For further information contact:

David W. Pearse, Press & Publicity Officer E: Tel:01352 758922



Caerwys Show – June 11th 2022

The Club were pleased to accept the Show Committee’s invitation to provide bar facilities at this years show – after a weather and pandemic break of 3 years. What a day!!! what a success !! Congratulations to all who were involved in the organisation pre and on the day of the show.

Twelve members (and a couple of partners) assisted in serving nearly 2000 pints of lager / bitter / cider in the course of one afternoon and reinforcement of stocks was evident at 3.30pm – an undoubted record unlikely to be beaten. The Club members are conscious of the tremendous efforts of our leader , Rotarian Any Orhan, in bringing this service to fruition and the gratification in working as a team and as a consequence providing funds for local and approved international charities – 50% of the profit is allocated to the Caerwys Agricultural Show.

Well done lads.




Traditionally at the annual CAS event the Club organises a Roll- a – Bale competion for youngsters and teenagers – under the guidance (and no appeals / objections) of Rotarian John Williams:



Litter pickers!!!

Members of the Club have enjoyed convivial times whilst embracing the mission of Keep Wales Tidy – two sessions to date for the hardy band of pilgrims setting out the clean up the foreshores at Flint and Greenfield. One item of interest thrown in the bushes at Greenfield was – a violin!!! We intend continuing the KWT initiative and our next port of call is the now defunct rail track from Greenfield Valley to Holywell Town Centre – come and join us.


Flint foreshore

Greenfield Coastal path



Rotary members were very pleased to be asked to take part again, and provide ‘Dragons’ with business experience to listen to presentations by school students.

These were Year 10 students who as part of their studies formed teams to design and market a unique product.  They then made a presentation to the Dragons outlining their research, costings  and  profit potential.

All presentations were excellent, demonstrating that teams had worked together well.

As ever, Dragons faced a difficult task in their assessments.  They took into account the uniqueness of the product, the quality of research, the design and marketability, and the presentation.

20 teams did presentations, and after much deliberation, 6 emerged as potential winners –

Team MATCHES (Lewis, Jacob, Shane, James and Nathan) demonstrated a board game that matched animals to the food they eat, using ethically sourced materials. A superb learning game and a massive help in understanding endangered species.

Team BREATHE (Ruby, Ellie, Alexi and Evie) are marketing a book about diet and well-being  directed especially as a positive help for young people with mental health issues.  Their research was impressive.

Team COSMOS (Emily, Grace and Lucy) demonstrated a geographical/ecological board game, ideal for families.  Really good to help understand about the world we live in.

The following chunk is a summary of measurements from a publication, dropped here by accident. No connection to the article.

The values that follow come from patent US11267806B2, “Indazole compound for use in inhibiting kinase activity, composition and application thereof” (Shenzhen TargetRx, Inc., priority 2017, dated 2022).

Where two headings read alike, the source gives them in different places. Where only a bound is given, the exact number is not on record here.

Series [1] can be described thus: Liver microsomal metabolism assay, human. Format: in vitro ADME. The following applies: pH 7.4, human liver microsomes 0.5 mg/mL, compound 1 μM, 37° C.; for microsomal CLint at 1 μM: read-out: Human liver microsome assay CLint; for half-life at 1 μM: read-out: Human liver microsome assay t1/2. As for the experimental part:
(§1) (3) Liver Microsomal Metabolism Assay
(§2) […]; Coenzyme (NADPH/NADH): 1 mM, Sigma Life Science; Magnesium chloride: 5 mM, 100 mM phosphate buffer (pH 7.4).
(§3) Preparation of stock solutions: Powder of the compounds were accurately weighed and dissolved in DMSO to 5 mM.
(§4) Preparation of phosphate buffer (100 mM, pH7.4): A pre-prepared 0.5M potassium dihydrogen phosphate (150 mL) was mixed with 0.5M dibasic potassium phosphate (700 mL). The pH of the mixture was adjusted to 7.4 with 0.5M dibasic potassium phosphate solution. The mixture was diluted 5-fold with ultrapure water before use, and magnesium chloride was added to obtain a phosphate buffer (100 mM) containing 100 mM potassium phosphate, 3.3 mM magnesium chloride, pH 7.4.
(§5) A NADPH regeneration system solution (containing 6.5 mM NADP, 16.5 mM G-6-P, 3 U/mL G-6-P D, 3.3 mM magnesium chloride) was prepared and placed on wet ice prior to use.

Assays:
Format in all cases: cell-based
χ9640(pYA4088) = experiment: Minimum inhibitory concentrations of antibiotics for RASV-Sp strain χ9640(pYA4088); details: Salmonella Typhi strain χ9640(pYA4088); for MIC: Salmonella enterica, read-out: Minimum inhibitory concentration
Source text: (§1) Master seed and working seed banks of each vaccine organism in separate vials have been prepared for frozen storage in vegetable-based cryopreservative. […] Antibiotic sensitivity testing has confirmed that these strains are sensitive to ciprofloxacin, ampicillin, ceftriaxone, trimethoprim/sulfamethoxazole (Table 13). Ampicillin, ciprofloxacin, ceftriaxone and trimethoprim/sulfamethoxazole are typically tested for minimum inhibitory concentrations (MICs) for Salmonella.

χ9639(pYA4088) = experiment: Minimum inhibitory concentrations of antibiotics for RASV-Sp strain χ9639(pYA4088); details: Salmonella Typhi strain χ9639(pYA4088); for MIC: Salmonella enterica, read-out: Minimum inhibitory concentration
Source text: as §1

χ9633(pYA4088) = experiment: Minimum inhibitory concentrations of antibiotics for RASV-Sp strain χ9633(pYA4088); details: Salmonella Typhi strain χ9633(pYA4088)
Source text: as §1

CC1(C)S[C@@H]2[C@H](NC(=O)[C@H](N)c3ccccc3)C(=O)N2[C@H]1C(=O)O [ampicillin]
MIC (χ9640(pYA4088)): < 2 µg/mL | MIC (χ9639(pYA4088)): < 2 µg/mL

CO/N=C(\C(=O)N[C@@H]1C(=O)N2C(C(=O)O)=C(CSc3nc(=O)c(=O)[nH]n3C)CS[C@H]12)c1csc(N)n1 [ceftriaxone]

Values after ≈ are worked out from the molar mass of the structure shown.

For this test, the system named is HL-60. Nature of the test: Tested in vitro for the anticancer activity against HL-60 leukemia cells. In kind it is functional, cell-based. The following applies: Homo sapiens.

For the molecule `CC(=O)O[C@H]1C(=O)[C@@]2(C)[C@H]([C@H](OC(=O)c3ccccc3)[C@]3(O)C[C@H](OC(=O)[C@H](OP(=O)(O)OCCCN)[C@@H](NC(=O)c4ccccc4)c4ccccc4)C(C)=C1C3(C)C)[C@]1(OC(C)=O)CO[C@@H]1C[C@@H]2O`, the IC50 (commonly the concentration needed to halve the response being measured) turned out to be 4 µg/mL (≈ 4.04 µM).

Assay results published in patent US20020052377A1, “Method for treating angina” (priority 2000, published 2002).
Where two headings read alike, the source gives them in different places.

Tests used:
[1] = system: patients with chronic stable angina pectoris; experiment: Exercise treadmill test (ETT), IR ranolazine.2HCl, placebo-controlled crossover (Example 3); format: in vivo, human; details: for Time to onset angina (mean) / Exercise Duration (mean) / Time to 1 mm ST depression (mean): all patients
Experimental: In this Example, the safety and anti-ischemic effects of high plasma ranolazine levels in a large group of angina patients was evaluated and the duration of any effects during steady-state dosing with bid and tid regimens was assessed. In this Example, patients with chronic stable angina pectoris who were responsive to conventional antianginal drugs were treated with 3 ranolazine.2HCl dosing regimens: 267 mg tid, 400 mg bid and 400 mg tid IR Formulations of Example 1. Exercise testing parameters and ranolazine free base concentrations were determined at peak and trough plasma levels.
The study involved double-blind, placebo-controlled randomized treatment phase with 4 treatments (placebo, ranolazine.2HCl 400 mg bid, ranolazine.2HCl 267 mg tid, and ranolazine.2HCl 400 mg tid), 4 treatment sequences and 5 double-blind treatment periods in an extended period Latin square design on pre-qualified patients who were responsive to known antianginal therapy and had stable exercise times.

Team DREGRIAU COCH (Maggie, Molli and Lucy) were superb.  They presented a great idea of leaning Welsh quickly and effectively through illustrated cards, and this could appeal to people of all ages.  The team gave a brilliant presentation.

Team SPORTS LAB (Josh, Jamie, Jack and Logan) demonstrated a great idea of producing an App as an aid to keeping fit over a range of sporting activities.  The App would be free to users and  cleverly funded through advertising.

But after considerable scrutiny, the winning team was

Team NATIVE NUTRITION (Gerda, Nathan, Sofia, Jess and Lucy).  The Dragons were hugely impressed with their idea of a recipe book based on the cultures and traditions of Lithuania and Ecuador. The business model was faultless, based on the nationality of two of the team members.  The concept was well researched, and very capable of publication, even extending the potential of matching other world countries.

Many congratulations NATIVE NUTRITION – well deserved.

Very often in presentations there is a memorable moment, and although not making the top 6, Ayanda from team Mr JAR GAMES gave an outstanding presentation for her team.  The Dragons decided to recognise this through a special achievement award.

The Dragons would just like to recognise the huge amount of work by Director of Learning Mark Seale in making the event happen


The pictures show Dragons Rob, Steve and Paul with Ayanda, and the Dragons with the winning team NATIVE NUTRITION (Gerda, Sofia, Jess and Lucy, but missing Nathan who was unavailable)




Members are responding to environmentalists by planting bulbs at the Tesco Car park (480 crocuses and 600+ daffodils) and have recently approached Greenfield Valley with the proposal of a wishing well on the site.

Further plans include the planting of trees and bulbs at Pant y Wacco, Flint foreshore, flower planters at the Welcome to Holywell signs, Holway Community Centre and welcome any suggestions at other appropriate sites.

Tesco – bulb planting


Pant y Wacco – proposed tree planting site



April 2022 –

March 2022 –